Early in his career John Waterhouse had painted Graeco-Roman subjects in the manner of Lawrence Alma-Tadema. Before developing a passion for the romantic Pre-Raphaelite style, particularly the Arthurian legends popularised by poets such as Lord Alfred Tennyson.
Lamia was inspired by John Keats’s celebrated poem of 1820. Set in the wild hills of ancient Greece during an ‘evening dim at moth time’, the poem speaks of a young charioteer who hearing a soft voice calling – ‘a maid more beautiful than [any] ever with twisted braid’ – falls inextricably in love with her. He is unaware that this vision is in reality a monstrous half-serpent, who metamorphoses into a woman’s form to prey on young men.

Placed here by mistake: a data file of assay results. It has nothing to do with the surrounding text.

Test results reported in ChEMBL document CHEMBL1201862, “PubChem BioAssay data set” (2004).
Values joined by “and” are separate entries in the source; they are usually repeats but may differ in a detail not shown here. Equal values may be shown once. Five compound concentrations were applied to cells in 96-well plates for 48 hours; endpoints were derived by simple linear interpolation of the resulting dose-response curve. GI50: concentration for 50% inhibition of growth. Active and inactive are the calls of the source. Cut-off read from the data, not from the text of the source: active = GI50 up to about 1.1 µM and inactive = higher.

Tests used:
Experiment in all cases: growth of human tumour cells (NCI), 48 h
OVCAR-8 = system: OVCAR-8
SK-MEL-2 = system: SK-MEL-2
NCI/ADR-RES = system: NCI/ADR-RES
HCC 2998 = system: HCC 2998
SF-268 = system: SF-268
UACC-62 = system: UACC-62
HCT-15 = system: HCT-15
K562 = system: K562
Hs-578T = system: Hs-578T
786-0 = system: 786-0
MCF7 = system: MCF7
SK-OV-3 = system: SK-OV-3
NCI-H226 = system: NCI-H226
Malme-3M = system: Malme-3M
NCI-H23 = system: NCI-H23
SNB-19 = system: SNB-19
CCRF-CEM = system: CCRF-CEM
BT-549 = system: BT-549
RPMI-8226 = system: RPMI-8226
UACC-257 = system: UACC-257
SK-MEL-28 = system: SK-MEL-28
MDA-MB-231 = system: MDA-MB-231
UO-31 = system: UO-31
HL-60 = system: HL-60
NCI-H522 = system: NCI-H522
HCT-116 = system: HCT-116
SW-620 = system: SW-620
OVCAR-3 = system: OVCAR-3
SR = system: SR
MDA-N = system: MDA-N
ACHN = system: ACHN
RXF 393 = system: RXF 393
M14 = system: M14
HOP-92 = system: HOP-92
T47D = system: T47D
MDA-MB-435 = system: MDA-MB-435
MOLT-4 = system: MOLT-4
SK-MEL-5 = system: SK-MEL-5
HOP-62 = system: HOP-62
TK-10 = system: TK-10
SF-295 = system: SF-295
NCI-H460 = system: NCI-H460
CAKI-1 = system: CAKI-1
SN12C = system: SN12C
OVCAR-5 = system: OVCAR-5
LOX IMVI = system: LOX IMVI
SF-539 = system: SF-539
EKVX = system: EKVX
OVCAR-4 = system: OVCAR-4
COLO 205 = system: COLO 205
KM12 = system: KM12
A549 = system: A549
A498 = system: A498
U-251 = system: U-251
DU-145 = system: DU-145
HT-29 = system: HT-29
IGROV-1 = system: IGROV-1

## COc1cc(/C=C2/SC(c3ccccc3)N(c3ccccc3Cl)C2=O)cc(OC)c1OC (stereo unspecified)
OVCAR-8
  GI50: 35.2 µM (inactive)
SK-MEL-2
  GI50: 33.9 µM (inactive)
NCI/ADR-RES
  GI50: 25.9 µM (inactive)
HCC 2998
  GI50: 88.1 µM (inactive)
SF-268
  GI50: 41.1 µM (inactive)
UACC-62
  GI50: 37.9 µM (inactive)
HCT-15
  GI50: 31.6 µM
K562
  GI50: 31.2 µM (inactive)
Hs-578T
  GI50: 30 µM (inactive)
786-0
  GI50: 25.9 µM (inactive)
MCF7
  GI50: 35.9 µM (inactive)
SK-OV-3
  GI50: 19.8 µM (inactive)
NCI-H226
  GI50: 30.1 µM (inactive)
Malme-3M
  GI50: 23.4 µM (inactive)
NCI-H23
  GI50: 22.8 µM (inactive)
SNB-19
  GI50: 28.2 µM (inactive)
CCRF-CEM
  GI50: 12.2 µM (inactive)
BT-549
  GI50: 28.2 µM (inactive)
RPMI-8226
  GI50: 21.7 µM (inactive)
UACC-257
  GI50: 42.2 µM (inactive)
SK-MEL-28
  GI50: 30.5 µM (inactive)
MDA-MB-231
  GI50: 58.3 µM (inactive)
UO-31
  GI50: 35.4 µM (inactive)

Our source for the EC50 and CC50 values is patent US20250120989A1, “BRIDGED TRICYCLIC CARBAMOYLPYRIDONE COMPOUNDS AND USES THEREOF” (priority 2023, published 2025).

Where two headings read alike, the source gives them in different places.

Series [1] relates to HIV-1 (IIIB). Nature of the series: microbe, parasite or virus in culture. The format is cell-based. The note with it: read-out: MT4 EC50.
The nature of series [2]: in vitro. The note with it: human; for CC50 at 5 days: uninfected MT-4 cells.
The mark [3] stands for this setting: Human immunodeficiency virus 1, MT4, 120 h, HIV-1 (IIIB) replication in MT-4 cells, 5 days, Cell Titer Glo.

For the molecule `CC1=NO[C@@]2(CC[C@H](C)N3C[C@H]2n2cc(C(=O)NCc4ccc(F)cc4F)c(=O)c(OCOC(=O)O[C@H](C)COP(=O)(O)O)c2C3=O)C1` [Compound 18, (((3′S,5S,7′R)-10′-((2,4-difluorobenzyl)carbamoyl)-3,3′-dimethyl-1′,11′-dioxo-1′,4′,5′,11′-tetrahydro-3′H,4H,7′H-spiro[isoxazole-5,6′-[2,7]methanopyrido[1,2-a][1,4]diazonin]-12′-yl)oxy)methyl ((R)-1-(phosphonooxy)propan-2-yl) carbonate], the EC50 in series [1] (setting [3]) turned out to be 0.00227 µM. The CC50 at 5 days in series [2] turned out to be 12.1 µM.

The intensity of the young knight’s gaze draws the viewer into Waterhouse’s painting, Lamia kneels below him, one hand on his and the other resting on his armplate, the only visual clue to her nature captured in the glimmering moulted snake-skin draped about her, its peacock tinges drawn from Keat’s description.